Ground cover on a downhill below a pool

bart1(6/7 Northern VA)September 22, 2010

I'm having a pool installed on a slight hill. The uphill portion is near the house and the downhill portion is on the far side of the pool/house. The main (concrete) deck is between the house and pool but there will be a 3 foot wide section of decking on the far side of the pool just above a long downhill sloping area.

I'd like to fill this area with some sort of ground cover that requires little or no maintenance (ie: no grass to mow, no mess on the deck).

Some other considerations:

- I'm in Northern Virginia, in full sun.

- I'd like the ground cover to be as low as possible (6-12" max, but less is better)

- I don't mind flowers that attract bees or hummingbirds

- It's highly likely that the ground cover will be stepped on, walked on and splashed with (slightly) salty water. (My pool will have a salt water generator, but my understanding is that if everything is properly adjusted that you can't taste the salt in the water)

- Native species are preferable, but I understand that may not be possible.

- Beauty would be nice, but not a requirement. I'm picturing this area as a living border between the pool deck and the flower garden/natural area below whose purpose is to keep dirt and mulch and grass clippings off the deck and out of the water.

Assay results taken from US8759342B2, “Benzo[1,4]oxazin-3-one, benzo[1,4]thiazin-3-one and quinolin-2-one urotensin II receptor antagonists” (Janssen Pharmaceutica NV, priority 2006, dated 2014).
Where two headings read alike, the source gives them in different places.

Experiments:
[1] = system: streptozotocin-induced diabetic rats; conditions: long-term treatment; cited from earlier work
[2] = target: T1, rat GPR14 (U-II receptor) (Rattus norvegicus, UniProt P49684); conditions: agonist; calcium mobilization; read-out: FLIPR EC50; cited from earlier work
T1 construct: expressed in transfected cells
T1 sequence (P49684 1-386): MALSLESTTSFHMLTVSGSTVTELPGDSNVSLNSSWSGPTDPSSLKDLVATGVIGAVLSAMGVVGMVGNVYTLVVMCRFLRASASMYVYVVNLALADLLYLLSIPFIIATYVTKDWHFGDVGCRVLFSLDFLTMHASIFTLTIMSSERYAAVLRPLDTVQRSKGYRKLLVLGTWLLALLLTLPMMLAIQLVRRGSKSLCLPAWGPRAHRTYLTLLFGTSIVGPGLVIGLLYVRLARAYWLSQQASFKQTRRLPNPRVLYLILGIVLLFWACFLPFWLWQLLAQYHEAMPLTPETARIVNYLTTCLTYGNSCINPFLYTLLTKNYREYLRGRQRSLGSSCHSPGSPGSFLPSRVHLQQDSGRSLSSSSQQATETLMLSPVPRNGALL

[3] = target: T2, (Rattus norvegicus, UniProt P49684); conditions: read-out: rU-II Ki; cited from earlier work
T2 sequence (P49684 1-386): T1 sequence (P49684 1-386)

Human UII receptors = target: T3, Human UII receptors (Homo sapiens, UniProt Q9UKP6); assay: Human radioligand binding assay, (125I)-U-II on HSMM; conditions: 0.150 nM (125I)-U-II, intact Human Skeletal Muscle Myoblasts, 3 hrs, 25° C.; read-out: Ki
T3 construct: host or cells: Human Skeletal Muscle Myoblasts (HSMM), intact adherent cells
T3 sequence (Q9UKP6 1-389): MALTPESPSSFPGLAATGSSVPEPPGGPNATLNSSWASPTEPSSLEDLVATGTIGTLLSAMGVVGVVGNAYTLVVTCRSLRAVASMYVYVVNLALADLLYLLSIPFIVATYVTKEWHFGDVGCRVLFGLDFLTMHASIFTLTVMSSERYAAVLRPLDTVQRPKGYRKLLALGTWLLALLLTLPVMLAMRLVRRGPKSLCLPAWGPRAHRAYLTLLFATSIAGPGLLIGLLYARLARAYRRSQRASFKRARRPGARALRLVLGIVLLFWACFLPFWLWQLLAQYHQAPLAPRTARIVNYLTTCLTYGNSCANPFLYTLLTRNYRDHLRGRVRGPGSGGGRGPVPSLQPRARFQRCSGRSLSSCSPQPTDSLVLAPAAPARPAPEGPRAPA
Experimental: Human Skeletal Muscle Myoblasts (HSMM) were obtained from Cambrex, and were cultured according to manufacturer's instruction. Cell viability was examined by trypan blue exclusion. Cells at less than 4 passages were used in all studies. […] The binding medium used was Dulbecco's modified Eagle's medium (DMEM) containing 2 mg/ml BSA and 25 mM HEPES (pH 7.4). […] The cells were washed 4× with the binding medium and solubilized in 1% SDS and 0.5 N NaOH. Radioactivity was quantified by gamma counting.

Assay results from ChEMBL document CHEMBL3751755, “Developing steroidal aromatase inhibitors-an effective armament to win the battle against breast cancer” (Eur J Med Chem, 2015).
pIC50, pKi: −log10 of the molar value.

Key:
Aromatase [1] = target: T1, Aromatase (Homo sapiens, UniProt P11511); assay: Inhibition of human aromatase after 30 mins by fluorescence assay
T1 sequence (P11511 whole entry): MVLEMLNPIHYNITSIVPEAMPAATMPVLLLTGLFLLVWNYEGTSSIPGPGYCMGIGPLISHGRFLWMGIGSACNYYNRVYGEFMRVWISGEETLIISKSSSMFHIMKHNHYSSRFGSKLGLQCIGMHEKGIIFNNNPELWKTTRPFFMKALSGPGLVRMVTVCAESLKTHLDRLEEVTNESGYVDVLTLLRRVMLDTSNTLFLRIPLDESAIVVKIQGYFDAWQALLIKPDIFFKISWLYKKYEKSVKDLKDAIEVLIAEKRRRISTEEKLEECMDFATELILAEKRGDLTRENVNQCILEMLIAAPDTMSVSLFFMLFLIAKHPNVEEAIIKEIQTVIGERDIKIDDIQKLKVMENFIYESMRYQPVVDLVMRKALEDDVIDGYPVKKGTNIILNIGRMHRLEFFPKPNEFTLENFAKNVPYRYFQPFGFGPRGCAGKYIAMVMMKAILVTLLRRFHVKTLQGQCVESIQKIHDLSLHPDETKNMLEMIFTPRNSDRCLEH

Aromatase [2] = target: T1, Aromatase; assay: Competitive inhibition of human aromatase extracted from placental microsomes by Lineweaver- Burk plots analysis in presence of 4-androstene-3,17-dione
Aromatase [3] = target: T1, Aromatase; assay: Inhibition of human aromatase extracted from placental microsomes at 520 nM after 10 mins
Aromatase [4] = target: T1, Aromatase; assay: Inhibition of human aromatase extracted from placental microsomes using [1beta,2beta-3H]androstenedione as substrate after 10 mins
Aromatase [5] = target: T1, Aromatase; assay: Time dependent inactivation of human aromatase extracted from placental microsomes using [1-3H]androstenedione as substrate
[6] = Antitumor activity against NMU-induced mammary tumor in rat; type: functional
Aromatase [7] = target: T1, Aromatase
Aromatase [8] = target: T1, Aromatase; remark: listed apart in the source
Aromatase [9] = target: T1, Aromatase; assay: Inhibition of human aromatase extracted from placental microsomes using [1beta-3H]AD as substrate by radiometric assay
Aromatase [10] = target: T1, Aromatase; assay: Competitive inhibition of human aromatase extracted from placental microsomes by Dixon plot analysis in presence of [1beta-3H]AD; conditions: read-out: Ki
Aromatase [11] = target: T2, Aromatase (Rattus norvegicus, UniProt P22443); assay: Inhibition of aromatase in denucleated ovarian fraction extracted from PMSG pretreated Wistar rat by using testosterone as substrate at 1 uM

So given all of my preferences and constraints, does anything come to mind as a plant (or plants) that would fit the bill?

Thanks!

Bart

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pat4750(Zone 6 Cen PA)

Hi Bart!
Guess everyone is out doing fall cleanup or planting bulbs!
2 things come to mind for your situation - low growing sedums or thyme.
I have varieties of both planted along our "hellstrip". They both get occasional foot traffic (dogs mostly) and road salt in winter; neither seems bothered by those.
The thyme needs a spring trim to remove winter damaged or killed tops; the sedum needs a trim after flowering. I have variegated lemon thyme and the sedum is 'Angeline'.
A neighbor has made a very attractive tapestry of small, low growing sedums.
You might find other suitable groundcovers at a site like Stepables.
Good luck with your project.
Pat

    Bookmark   November 2, 2010 at 12:11PM
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